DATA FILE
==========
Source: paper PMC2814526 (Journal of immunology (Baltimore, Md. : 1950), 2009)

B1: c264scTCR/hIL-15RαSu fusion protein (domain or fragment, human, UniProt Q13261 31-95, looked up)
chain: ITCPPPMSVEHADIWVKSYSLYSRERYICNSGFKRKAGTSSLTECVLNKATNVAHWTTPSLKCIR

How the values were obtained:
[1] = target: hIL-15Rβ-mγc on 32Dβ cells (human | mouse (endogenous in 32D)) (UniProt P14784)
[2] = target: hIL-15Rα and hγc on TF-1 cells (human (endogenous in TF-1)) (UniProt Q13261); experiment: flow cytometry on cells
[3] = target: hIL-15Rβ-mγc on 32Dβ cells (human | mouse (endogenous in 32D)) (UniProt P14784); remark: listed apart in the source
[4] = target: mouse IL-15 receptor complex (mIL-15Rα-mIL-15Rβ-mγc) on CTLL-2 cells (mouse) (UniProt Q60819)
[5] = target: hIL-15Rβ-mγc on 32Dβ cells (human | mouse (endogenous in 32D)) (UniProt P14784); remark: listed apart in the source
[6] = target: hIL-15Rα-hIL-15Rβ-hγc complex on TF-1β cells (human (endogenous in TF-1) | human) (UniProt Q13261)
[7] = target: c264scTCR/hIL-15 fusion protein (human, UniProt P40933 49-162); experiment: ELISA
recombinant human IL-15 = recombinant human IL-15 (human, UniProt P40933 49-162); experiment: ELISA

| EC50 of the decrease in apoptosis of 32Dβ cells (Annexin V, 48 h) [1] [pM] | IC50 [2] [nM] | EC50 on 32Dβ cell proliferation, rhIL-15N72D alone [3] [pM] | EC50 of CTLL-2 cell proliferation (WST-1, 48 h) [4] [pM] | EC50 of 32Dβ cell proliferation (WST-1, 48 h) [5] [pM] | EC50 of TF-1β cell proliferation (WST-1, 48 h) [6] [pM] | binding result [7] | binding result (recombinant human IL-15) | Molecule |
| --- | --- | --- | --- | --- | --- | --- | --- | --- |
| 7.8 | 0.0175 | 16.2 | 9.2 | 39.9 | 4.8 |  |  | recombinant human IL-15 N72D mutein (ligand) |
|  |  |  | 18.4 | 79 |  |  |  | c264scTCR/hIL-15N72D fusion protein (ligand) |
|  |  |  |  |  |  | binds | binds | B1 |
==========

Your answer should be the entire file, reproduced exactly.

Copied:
Source: paper PMC2814526 (Journal of immunology (Baltimore, Md. : 1950), 2009)

B1: c264scTCR/hIL-15RαSu fusion protein (domain or fragment, human, UniProt Q13261 31-95, looked up)
chain: ITCPPPMSVEHADIWVKSYSLYSRERYICNSGFKRKAGTSSLTECVLNKATNVAHWTTPSLKCIR

How the values were obtained:
[1] = target: hIL-15Rβ-mγc on 32Dβ cells (human | mouse (endogenous in 32D)) (UniProt P14784)
[2] = target: hIL-15Rα and hγc on TF-1 cells (human (endogenous in TF-1)) (UniProt Q13261); experiment: flow cytometry on cells
[3] = target: hIL-15Rβ-mγc on 32Dβ cells (human | mouse (endogenous in 32D)) (UniProt P14784); remark: listed apart in the source
[4] = target: mouse IL-15 receptor complex (mIL-15Rα-mIL-15Rβ-mγc) on CTLL-2 cells (mouse) (UniProt Q60819)
[5] = target: hIL-15Rβ-mγc on 32Dβ cells (human | mouse (endogenous in 32D)) (UniProt P14784); remark: listed apart in the source
[6] = target: hIL-15Rα-hIL-15Rβ-hγc complex on TF-1β cells (human (endogenous in TF-1) | human) (UniProt Q13261)
[7] = target: c264scTCR/hIL-15 fusion protein (human, UniProt P40933 49-162); experiment: ELISA
recombinant human IL-15 = recombinant human IL-15 (human, UniProt P40933 49-162); experiment: ELISA

| EC50 of the decrease in apoptosis of 32Dβ cells (Annexin V, 48 h) [1] [pM] | IC50 [2] [nM] | EC50 on 32Dβ cell proliferation, rhIL-15N72D alone [3] [pM] | EC50 of CTLL-2 cell proliferation (WST-1, 48 h) [4] [pM] | EC50 of 32Dβ cell proliferation (WST-1, 48 h) [5] [pM] | EC50 of TF-1β cell proliferation (WST-1, 48 h) [6] [pM] | binding result [7] | binding result (recombinant human IL-15) | Molecule |
| --- | --- | --- | --- | --- | --- | --- | --- | --- |
| 7.8 | 0.0175 | 16.2 | 9.2 | 39.9 | 4.8 |  |  | recombinant human IL-15 N72D mutein (ligand) |
|  |  |  | 18.4 | 79 |  |  |  | c264scTCR/hIL-15N72D fusion protein (ligand) |
|  |  |  |  |  |  | binds | binds | B1 |